March 2, 2013
by Brian Mahany
The Fifth Amendment to the Constitution used to protect us from self-incrimination. When it comes to the IRS collecting taxes, your offshore financial documents are exempt from such protection.
If you look up a court case titled In Re Various Grand Jury Subpoenas in the Manhattan federal court’s docket, you won’t find much. Everything is sealed. Everything except Judge William Pauley’s order dated February 19th. In an unusually harsh opinion, Judge Pauley had nothing kind to say about Americans with unreported offshore accounts. His opinion also hammers yet another nail into the coffin of the U.S. Constitution.
To understand the gravity of the court’s decision, a little background about this case is necessary. The IRS and Justice Departments attempted to subpoena records of five taxpayers suspected of having unreported offshore accounts. All five resisted saying producing them would violate their Constitutional protection against self-incrimination. The Fifth Amendment to the United States Constitution says no person can be “compelled in any criminal case to be a witness against himself.” Failing to report an offshore bank or financial account is a felony. The five individuals said by producing the requested records, they would be incriminating themselves.
Once upon a time, the Constitution mattered. It was the preeminent law of the land. Now, politically appointed judges have become the law of the land. One of their victims is the 5th Amendment’s guarantee against self incrimination. Unfortunately, since World War II, the courts have eroded that privilege and declared it is not absolute.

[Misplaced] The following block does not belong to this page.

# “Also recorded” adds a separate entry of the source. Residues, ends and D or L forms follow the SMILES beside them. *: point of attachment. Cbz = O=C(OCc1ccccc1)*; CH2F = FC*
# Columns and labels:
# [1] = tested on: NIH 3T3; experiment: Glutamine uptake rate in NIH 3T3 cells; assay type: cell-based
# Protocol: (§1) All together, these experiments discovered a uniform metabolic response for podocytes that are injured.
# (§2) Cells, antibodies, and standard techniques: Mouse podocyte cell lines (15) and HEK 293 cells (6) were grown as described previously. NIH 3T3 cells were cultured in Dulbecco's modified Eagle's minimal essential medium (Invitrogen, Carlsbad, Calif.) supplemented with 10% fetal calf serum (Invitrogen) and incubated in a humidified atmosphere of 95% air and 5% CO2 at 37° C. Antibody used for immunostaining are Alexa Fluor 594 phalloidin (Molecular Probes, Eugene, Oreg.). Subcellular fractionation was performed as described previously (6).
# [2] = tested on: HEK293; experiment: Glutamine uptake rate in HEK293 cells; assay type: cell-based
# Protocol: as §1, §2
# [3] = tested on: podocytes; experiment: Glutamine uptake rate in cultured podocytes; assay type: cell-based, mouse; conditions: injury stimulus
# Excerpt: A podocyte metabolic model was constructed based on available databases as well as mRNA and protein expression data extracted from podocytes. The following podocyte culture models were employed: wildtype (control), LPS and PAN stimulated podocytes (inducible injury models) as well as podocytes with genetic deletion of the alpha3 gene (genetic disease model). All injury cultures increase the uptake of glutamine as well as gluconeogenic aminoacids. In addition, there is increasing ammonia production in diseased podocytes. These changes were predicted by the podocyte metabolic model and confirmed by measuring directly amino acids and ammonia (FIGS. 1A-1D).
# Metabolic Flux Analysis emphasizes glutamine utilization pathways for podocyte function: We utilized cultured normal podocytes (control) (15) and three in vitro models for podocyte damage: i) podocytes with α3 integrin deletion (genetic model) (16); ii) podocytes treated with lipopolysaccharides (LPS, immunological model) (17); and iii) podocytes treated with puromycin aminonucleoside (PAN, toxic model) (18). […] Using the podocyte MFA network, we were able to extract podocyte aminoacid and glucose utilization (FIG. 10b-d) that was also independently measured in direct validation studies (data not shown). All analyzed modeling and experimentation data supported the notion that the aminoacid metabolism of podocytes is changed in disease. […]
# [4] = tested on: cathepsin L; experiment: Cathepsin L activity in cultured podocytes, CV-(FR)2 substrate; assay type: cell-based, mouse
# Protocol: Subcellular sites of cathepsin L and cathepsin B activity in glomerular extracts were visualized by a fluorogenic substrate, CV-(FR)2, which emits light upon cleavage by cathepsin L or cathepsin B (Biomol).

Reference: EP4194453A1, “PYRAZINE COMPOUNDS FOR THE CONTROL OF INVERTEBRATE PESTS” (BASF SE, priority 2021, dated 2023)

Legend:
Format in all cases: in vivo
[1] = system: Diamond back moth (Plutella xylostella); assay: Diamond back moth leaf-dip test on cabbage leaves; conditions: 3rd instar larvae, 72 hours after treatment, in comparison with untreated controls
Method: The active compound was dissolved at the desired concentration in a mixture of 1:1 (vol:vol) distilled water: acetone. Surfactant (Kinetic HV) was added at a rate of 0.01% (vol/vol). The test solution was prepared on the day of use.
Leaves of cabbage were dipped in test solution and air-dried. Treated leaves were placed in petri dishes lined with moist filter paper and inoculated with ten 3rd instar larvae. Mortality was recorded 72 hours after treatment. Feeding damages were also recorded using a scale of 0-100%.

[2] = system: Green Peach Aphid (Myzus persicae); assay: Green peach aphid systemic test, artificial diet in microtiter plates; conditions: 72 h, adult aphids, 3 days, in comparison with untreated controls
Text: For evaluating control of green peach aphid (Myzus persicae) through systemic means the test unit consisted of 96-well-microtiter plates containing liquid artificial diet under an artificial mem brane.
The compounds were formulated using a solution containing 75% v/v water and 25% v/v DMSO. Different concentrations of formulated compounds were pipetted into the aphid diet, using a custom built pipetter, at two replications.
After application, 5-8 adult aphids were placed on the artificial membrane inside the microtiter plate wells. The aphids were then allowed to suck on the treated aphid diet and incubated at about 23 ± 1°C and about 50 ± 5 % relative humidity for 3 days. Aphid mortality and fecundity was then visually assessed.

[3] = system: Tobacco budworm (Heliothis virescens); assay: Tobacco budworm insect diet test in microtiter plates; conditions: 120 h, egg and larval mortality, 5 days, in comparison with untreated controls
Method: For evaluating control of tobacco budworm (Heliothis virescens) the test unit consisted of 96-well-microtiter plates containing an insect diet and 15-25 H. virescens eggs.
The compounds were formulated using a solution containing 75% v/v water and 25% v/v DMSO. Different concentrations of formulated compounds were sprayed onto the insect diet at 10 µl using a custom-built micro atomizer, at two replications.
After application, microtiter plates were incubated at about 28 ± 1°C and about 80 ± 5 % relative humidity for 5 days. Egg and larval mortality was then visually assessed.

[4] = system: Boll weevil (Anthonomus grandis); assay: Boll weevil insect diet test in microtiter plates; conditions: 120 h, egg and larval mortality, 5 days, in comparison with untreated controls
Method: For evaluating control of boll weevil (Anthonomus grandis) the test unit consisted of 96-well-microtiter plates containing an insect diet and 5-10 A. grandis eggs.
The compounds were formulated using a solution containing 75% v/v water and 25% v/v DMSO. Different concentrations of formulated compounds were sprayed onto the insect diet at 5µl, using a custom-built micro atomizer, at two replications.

In 1948, the U.S. Supreme Court carved out an exception called the Required Records doctrine. That exception says the government is allowed to inspect “records it requires an individual to keep as a condition of voluntarily participating in a regulated activity.” The records must also be analogous to a public document. Whether or not we agree with the Supreme Court, most folks will readily concede that opening an offshore bank account – or any bank account post 9/11 – has become a highly regulated activity. No one, however, would consider one’s personal bank statements to be “public” in nature. Right? Wrong! Every federal appellate court to consider the issue has sided with the government.
Judge Pauley began his opinion by quoting from Ben Franklin, “[I]n this world, nothing can said to be certain, except death and taxes.” (Letter of Benjamin Franklin dated November 13, 1789) The judge continued by adding his own wisdom, “This motion reveals the effort that some individuals will undertake to escape the consequences of Franklin’s unassailable aphorism.” Judge Pauley, in the latest decision to address the issue, ruled “where personal information is compelled in furtherance of a valid regulatory scheme, as is the case here, the information assumes a public aspect.” We disagree. That’s judicial doublespeak but unfortunately for taxpayers with unreported foreign accounts, the courts have the final word.